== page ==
Horizontal Glide – XC Skiing in Cadillac
Jim Neff December 21, 2015

Cross County Skiing in Cadillac

While Caberfae Peaks offers plenty of thrills for alpine skiers, cross-country skiers can delight in a trio of free, groomed, public trail systems in the Cadillac area. Nearest to Caberfae Peaks is the 10 mile-long McKenzie Trail. Local skier Waddy Pothoff has been skiing this trail for thirty years and is the trail’s de-facto good will ambassador.

“I would suggest that this system lends itself to those who love a walk in the woods rather than flat, fast, spacious skating tracks (of which McKenzie has none). The longer, outer loops can require a couple of hours of casual skiing to accomplish. The inner, shorter loops lend themselves to more frequent stops and keeping skiers closer to the trail head. Various legs wander up and down hills and wind through forests of pine and deciduous trees. Depending on light and snow conditions, the scenery can become downright ethereal!”

VerticalDrop-8

Located in the Manistee National Forest, the Federal Forest Service maintains the trail. There are comprehensive maps at each loop intersection indicating the degree of difficulty and distances for each loop. Pothoff and a group of volunteers chip in with some grooming and track setting on some of the more popular loops.

Download the Caberfae Peaks Nordic Trail Map

Access to the McKenzie trailhead is via 38 Road off the Caberfae Peaks access road from M-55. The trailhead has a large, plowed parking lot and a pit toilet.

For kick-and-gliders looking for a less strenuous workout, the Heritage Nature Trail is a beautiful option. Located just two miles west of downtown Cadillac behind the Carl T. Johnson Hunting and Fishing Center, the groomed two-mile trek winds around a nature study area.

“It’s a popular area for wildlife viewing even in the winter months,” notes Josh Pellow, DNR Unit Supervisor for the adjacent Mitchell State Park. The area is home to a wide variety of songbirds, birds of prey such as barred owls, red-tailed hawks, the occasional bald eagle, as well as deer, beavers, and muskrats. A paved parking lot is at the trailhead next to the Johnson Center.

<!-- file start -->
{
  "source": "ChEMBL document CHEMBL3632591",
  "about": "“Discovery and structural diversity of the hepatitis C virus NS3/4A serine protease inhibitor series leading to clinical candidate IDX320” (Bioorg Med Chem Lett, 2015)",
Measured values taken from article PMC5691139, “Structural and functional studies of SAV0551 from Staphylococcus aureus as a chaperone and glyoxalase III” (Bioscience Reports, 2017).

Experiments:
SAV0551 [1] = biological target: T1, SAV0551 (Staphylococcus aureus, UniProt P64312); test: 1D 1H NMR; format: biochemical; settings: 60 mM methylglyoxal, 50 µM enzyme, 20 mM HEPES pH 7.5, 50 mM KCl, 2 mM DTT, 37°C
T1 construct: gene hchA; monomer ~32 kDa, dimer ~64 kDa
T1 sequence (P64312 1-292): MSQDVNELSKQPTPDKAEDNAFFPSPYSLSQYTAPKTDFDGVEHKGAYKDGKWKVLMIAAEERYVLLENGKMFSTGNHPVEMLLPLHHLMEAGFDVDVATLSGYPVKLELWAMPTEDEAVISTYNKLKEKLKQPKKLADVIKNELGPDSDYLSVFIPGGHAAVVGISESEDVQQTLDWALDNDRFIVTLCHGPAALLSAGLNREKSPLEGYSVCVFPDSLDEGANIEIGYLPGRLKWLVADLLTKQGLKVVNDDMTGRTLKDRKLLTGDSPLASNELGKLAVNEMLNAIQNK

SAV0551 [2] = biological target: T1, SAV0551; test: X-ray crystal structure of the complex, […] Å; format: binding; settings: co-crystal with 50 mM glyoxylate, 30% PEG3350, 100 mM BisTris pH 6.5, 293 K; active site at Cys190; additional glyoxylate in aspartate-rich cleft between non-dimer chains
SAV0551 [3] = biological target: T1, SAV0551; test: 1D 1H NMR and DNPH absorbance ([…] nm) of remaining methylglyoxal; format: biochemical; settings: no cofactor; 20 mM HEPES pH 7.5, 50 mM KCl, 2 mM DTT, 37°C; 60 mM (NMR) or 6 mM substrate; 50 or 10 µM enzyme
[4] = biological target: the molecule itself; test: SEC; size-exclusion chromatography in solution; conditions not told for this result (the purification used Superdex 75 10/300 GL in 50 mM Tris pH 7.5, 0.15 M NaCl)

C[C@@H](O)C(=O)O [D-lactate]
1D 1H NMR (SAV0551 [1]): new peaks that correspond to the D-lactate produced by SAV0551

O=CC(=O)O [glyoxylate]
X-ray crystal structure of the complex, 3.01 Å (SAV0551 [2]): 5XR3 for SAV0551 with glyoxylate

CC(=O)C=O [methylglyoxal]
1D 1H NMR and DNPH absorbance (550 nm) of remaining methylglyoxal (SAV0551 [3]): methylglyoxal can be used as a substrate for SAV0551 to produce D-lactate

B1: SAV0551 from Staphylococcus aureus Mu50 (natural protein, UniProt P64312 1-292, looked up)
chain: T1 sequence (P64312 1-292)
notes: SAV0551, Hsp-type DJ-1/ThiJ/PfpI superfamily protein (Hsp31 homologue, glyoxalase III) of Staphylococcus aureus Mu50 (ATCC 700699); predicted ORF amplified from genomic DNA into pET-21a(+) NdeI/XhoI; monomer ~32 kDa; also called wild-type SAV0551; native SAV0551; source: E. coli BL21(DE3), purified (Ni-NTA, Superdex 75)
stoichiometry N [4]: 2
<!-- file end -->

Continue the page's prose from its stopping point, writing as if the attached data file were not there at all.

Skiing the Heritage Trail combined with a visit to what the locals call the “Carl T.” is a unique way to spend a winter afternoon. The Center features an informative look at the history of hunting and fishing in Michigan, but most enjoy the fish and wildlife displays and interactive kiosks. These always seem to delight children who visit the Center.

Traversing the Cadillac Pathway

Pathwaymap

While the McKenzie and Heritage are excellent cross-country ski systems, perhaps the most well-known of Cadillac’s trails is the Cadillac Pathway. Located just ten minutes from downtown, the Pathway stretches 11 miles through the Pere Marquette State Forest northeast of the city limits. This gem is one of Michigan’s finest XC trails and I ski it every chance I get.

Two trail heads with paved parking give the Pathway ultimate accessibility. The north trailhead is off Boon Road east of the U.S. 131 Expressway. The south trailhead is adjacent to the Wexford-Missaukee Career Technical Center where 13th Street turns into Crosby Road. I can park at either end and be immersed in the forest before the echoes of my car door slamming fade away.

The Pathway’s layout is superb. The north end, which locals call the Deer Loop because of the likelihood of seeing abundant wildlife, consists of mainly flat routes measuring one, two and four miles. All three loops finish along a scenic section of the Clam River, a free-flowing trout stream.

When I’m after a tougher workout and a few more thrills, I ski the south end. This has loops of two and five miles and features several hills that are challenging to climb and heart-thumping to descend.

The two ends of the trail are knitted together by a connector section. The total result is that I can ski loops ranging anywhere from 1 mile to five miles, include part of the connector to extend those, or ski the entire 11-mile trail.

Adding to all of this is the fact that the Cadillac Pathway’s trail markers, map stations, and grooming are maintained through a cooperative community effort involving students from the Wexford-Missaukee CTC, the Michigan DNR, and volunteers from the Friends of the Cadillac Pathway.

When you stand back and consider all of the ski options in the Cadillac area, it’s easy to realize what savvy skiers are finding here. Cadillac is one great ski destination.

Writer: Jim Neff

North American Snowsports Journalists Association

Your comment

Your email address will not be published. Required fields are marked *